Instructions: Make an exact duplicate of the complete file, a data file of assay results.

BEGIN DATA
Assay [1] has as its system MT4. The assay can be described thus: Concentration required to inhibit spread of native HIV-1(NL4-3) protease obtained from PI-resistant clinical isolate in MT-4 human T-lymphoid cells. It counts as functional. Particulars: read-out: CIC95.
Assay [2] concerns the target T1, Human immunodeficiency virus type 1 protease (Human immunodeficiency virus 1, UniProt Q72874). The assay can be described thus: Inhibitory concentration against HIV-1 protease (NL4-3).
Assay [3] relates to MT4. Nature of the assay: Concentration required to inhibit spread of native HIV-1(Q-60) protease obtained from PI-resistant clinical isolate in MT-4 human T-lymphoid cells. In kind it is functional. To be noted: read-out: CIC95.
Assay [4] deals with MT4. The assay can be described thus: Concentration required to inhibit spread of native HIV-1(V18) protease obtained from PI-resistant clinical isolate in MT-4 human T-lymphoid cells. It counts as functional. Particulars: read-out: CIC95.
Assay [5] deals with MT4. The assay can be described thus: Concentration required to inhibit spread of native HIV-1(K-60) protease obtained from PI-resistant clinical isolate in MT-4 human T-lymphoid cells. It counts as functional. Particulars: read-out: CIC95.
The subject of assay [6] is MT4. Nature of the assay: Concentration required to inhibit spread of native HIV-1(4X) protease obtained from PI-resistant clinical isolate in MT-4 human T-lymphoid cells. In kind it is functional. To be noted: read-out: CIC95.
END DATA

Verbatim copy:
Assay [1] has as its system MT4. The assay can be described thus: Concentration required to inhibit spread of native HIV-1(NL4-3) protease obtained from PI-resistant clinical isolate in MT-4 human T-lymphoid cells. It counts as functional. Particulars: read-out: CIC95.
Assay [2] concerns the target T1, Human immunodeficiency virus type 1 protease (Human immunodeficiency virus 1, UniProt Q72874). The assay can be described thus: Inhibitory concentration against HIV-1 protease (NL4-3).
Assay [3] relates to MT4. Nature of the assay: Concentration required to inhibit spread of native HIV-1(Q-60) protease obtained from PI-resistant clinical isolate in MT-4 human T-lymphoid cells. In kind it is functional. To be noted: read-out: CIC95.
Assay [4] deals with MT4. The assay can be described thus: Concentration required to inhibit spread of native HIV-1(V18) protease obtained from PI-resistant clinical isolate in MT-4 human T-lymphoid cells. It counts as functional. Particulars: read-out: CIC95.
Assay [5] deals with MT4. The assay can be described thus: Concentration required to inhibit spread of native HIV-1(K-60) protease obtained from PI-resistant clinical isolate in MT-4 human T-lymphoid cells. It counts as functional. Particulars: read-out: CIC95.
The subject of assay [6] is MT4. Nature of the assay: Concentration required to inhibit spread of native HIV-1(4X) protease obtained from PI-resistant clinical isolate in MT-4 human T-lymphoid cells. In kind it is functional. To be noted: read-out: CIC95.